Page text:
London 2012: The deal that solved an Olympic bus strike
Published: 4th Jul 2012 15:43:55
This morning just before the peace talks started at Acas there was a pre-emptive move by Transport for London (TfL).
It put out the latest offer to the media through its press office.
What it was trying to do was force the Unite union's hand and show its members the deal on the table.
The deal on offer is now £583 for every bus worker, or £700 for bus drivers at depots badly affected by the strike.
That is an increase on the £17 per person, per day the bus companies had previously offered.
Acas talks are ongoing but the bus strike was suspended at 1pm.
But the more interesting part of the offer is the split of the extra fare revenue generated during the Games.
This is the first time I've heard of that and I'm told the transport commissioner himself came up with it.
It certainly shows TfL is extremely keen to get a deal done if it is willing to give up half of the fare box.
Let's break down that deal with some back-of-a-fag-packet mathematics:
The unions says it was expecting at least an extra 800,000 journeys during the Games.
A single is £1.35 on Oyster, and £2.30 cash.
So let's say the average is £1.80 as we will have a lot of tourists in town. That means there's £1.4m extra revenue of which the workers' cut is £700,000.
Split that between 21,000 workers and it's roughly £30 per worker.
So bus workers are probably going to get a £610-ish bonus, maybe more.
A good deal?
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Harvard CitationBBC News, 2012. London 2012: The deal that solved an Olympic bus strike [Online] (Updated 4th Jul 2012)
Available at: http://www.ukwirednews.com/news/1438645/London-2012-The-deal-that-solved-an-Olympic-bus-strike [Accessed 25th Apr 2014]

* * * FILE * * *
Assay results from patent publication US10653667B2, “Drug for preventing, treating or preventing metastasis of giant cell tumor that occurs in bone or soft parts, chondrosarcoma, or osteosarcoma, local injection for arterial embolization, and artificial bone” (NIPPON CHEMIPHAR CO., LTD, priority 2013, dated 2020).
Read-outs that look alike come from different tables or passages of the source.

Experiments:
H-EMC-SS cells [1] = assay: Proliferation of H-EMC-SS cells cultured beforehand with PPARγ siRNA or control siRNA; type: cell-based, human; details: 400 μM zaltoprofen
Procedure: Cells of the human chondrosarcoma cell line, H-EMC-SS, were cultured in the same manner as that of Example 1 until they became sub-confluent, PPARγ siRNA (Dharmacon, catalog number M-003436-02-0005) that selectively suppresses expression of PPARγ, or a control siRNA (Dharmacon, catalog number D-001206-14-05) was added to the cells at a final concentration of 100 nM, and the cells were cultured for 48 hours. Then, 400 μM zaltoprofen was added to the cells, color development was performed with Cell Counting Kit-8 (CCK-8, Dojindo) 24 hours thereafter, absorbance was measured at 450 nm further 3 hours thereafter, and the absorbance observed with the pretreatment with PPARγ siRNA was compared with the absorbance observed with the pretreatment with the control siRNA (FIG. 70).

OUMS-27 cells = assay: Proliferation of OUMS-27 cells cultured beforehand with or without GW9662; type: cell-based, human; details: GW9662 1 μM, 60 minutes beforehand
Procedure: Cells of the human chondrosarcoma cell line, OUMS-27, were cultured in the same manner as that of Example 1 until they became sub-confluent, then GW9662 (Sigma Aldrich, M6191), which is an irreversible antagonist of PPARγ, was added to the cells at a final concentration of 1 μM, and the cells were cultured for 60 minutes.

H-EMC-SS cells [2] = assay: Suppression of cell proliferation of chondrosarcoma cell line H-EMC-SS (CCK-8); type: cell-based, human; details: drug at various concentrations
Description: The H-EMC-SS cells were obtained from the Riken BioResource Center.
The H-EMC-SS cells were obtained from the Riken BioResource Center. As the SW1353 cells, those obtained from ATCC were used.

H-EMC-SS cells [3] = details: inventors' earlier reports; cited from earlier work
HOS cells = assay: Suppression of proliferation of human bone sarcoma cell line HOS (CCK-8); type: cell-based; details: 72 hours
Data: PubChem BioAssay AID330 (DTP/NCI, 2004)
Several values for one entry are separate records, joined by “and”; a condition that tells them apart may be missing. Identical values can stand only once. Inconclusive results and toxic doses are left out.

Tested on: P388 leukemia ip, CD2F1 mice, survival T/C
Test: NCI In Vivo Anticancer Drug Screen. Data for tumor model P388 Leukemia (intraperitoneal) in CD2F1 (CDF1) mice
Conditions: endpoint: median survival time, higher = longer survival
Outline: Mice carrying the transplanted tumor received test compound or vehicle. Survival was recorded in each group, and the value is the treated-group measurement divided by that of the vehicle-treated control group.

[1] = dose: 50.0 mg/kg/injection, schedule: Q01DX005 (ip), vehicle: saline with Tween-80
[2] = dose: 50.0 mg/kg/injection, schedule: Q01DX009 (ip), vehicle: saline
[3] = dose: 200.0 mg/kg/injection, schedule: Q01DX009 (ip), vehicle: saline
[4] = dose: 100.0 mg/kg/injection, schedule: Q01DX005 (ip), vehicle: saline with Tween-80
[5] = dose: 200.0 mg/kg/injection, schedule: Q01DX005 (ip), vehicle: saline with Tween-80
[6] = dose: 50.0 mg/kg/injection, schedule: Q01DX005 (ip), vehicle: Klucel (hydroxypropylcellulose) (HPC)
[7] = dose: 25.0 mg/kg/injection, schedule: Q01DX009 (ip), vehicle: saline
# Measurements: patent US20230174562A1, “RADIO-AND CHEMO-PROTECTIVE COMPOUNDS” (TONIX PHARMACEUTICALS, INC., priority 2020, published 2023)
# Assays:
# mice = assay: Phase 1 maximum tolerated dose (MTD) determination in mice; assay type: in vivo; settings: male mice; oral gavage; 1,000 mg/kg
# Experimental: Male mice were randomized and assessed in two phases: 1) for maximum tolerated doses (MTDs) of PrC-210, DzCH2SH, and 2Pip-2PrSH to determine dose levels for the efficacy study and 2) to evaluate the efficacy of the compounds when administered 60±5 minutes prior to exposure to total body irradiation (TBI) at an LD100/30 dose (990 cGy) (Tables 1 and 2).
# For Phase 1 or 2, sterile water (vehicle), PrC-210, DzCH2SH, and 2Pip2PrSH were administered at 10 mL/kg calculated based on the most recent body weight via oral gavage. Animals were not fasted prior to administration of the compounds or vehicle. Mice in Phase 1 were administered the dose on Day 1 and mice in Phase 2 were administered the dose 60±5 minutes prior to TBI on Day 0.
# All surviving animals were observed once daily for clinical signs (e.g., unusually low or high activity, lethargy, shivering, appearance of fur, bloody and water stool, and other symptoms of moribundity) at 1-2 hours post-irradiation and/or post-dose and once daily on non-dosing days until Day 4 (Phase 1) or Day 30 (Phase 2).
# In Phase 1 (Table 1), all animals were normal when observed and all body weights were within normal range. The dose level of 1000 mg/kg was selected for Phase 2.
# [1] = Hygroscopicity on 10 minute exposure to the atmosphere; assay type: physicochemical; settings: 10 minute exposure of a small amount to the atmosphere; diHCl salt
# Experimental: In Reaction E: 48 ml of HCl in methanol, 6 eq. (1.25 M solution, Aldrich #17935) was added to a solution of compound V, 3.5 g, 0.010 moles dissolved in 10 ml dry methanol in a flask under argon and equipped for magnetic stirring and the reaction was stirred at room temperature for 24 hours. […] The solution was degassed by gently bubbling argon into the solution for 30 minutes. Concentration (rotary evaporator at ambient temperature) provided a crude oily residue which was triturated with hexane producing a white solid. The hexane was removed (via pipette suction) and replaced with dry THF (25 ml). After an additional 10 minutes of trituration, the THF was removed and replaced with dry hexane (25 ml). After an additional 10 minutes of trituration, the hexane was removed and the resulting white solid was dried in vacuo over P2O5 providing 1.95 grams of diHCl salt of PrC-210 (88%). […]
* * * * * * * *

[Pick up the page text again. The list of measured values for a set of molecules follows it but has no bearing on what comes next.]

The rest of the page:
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With the doors to its brand new £1million training centre officially open, one of the UK's leading apprentice training providers, Bristol based S&B Automotive Academy, is showcasing its world-class facilities by launching a series of foreign student exchanges for the first time in its 41-year history. To get a flavour of what life is like as an apprentice in the UK, the Academy hosted 16 apprentice engineers and bus drivers from the G9 Automotive College in Hamburg, Germany, as part of a Europe-wide vocational training initiative called the ‘Leonardo Programme’ with support from the European Social Fund. In a reciprocal arrangement, S&B will be sending nine apprentices to Germany during February 2012 so that they can get an appreciation of life in the automotive industry on the Continent. A further three German exchange groups are being planned for next year. Designed to assist the development of vocational skills and training across Europe, including work placements for trainees, the Leonardo Programme has a budget of €1.75bn, which is helping to encourage UK organisations to work with their counterparts abroad. In what is expected to be another challenging year for employers in the UK automotive sector, S&B’s Chief Executive, Jon Winter, claims that the exchange initiative will bring many benefits to the Academy and its apprentices: “In a world of global automotive brands, it’s important for our learners to understand the international context of the industry they have chosen to make their career. This new exchange programme will enable apprentices and Academy staff alike to achieve a better understanding of the challenges and opportunities within the automotive arena in Europe. With the Academy’s influence also extending to the USA and Asia, there’s every possibility that this initiative could move further afield in the future.” Continued Winter: “The need for skilled technicians across the world is on the increase and we actively encourage our apprentices to look at broader horizons during their training. Many of them have already learned the phrase ‘Vorsprung durch Gelehrtheit’, quite simply, ‘Advancement through learning.” In the 2010/11 academic year, S&B doubled the number of successful Apprenticeships over the previous year with some 350 apprentices graduating from the Academy. At the same time, achievement levels reached an all-time high with an overall success rate of 85%. For those learners on the Advanced Apprenticeship three-year programme, success rates were even higher, at over 98%. PHOTO CAPTION: As part of their exchange visit, S&B Automotive Academy arranged for the German apprentices to visit Hampshire bus operator, Bluestar, at its Barton Park depot. The students are pictured with S&B’s Andy West (3rd right) and Steve Prewett, Bluestar’s Area Engineering Manager (2nd right). Ends http://www.sandbaa.com